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Unfortunately, times have changed.
Thanks to the rise of specialized majors, such as Human Resource Management and Information Technology, employers can and do expect job applicants to have a precise major that corresponds with the job they are applying for. Positions that used to be filled by individuals with a general degree, or even no college education, are now being filled by candidates who have specific training for that field. In today's competitive job market, many employers utilize resume-scanning software that automatically weeds out candidates who lack degrees in specific majors.
So what does this mean for the prospective college student?
The major that you choose when you go to college will dictate the rest of your life. There are less opportunities for students to cross over into different fields after college, so you must choose wisely. Many adults who have been laid off in today's economy have faced this harsh reality. Just to find new jobs, "non-traditional" students are returning to school, spending thousands of dollars retraining themselves.
Yet choosing the right major from the start can be a difficult task. If you expected college to be an enriching, intellectual experience, you might find that practicality makes studying the liberal arts or social sciences unappealing. Due to the increasing hostility toward liberal arts, you'll practically be branded with a scarlet letter if you graduate with a liberal arts degree. Odds are that the job you find with your liberal arts degree, as rewarding as it might be, could have easily been filled by someone without a college degree.
You're still not safe if you choose a degree in the sciences, business, or a specialized field. Choosing a major based on the money you expect to earn, regardless of your aptitude or interest in the subject, guarantees that you will flunk your classes and/or drop out of school. Changing your major will be a costly mistake that will set you back for at least one year. At many universities, you will have to undergo a lengthy application process to switch to a major that is offered in another college, and there is no guarantee that you'll be accepted.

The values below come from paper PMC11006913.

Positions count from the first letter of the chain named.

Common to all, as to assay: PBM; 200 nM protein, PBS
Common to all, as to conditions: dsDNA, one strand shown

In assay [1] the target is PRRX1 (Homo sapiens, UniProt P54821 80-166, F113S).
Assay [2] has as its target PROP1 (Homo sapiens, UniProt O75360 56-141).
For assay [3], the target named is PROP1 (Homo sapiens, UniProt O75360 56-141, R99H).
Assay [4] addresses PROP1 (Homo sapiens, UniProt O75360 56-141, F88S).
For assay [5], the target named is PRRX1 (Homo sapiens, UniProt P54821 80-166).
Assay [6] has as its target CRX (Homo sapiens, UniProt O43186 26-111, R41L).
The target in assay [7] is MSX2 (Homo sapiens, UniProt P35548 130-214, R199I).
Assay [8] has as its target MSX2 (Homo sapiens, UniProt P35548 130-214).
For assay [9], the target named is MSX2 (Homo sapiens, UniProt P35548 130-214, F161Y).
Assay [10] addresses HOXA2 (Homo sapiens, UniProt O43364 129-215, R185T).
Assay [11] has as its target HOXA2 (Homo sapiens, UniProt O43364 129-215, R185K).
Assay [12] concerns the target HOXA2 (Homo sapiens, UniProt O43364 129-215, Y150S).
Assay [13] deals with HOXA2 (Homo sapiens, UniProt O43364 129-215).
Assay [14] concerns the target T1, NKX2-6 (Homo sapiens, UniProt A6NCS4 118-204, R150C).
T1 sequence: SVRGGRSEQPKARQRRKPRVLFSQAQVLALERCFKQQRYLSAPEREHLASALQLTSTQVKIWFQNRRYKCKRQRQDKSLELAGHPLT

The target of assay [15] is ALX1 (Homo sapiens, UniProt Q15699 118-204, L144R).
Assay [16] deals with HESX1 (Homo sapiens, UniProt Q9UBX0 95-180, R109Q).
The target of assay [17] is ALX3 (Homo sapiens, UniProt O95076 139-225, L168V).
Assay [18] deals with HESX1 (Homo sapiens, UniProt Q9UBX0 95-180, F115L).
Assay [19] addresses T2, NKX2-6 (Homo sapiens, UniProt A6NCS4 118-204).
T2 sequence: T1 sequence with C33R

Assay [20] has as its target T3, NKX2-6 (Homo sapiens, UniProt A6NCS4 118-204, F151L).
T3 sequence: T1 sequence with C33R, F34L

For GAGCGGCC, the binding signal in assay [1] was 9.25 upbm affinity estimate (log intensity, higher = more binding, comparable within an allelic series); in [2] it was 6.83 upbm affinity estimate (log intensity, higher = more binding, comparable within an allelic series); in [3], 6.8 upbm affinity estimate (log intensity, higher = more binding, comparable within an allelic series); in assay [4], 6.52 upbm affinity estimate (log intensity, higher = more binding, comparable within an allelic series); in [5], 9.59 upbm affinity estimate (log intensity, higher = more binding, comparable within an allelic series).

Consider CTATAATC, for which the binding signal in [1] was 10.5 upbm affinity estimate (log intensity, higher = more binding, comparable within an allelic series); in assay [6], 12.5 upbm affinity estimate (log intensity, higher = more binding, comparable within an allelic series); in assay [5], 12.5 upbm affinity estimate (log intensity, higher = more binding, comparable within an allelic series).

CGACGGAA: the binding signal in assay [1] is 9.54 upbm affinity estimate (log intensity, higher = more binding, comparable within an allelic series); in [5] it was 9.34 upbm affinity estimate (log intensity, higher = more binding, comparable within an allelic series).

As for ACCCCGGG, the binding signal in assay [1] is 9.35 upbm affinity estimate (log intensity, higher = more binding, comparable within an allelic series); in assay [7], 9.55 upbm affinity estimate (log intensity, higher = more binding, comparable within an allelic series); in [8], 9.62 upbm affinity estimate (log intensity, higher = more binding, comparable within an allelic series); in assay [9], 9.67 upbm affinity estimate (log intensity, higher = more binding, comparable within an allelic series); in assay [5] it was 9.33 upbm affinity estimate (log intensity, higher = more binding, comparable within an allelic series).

Also, younger students fail to realize that the job market changes. Majors that paved the way to success in the past might not be as lucrative in the future. Today there is a surplus of teachers and lawyers, careers that used to guarantee stable employment two decades ago. Specialized degrees in technology might feature outdated curriculum. A new innovation might wipe out your entire profession.
Students should especially be wary of "in-demand" majors. Chances are that if a major promises a lucrative salary, millions of other students will flock to that major. In as little as four years, there will be a flood of students with degrees in this in-demand field. Since employers now have their pick of the litter, wages will go down, and jobs in these once "hot" fields will be harder to find.
Remember, there is no such thing as a job that people will always be in need of. In a world with a population of over 6 billion people, there are plenty of smart people capable of training for any occupation. Many of the people you are up against are probably even virtuosos and have been luminaries in their field since pre-school.
So what can you do if you want to pick a major that will guarantee you a stable career? This conundrum highlights the greatest shortcoming of college. While colleges promise students occupational success, the mutability of today's job market makes it impossible to select a four-year course of study that will adequately prepare you for tomorrow's job market. Even if you land a job right after graduation, there are no guarantees that you won't be pushed back to college to retrain (at your own expense).
When it comes to securing their future through higher education, students are out of luck.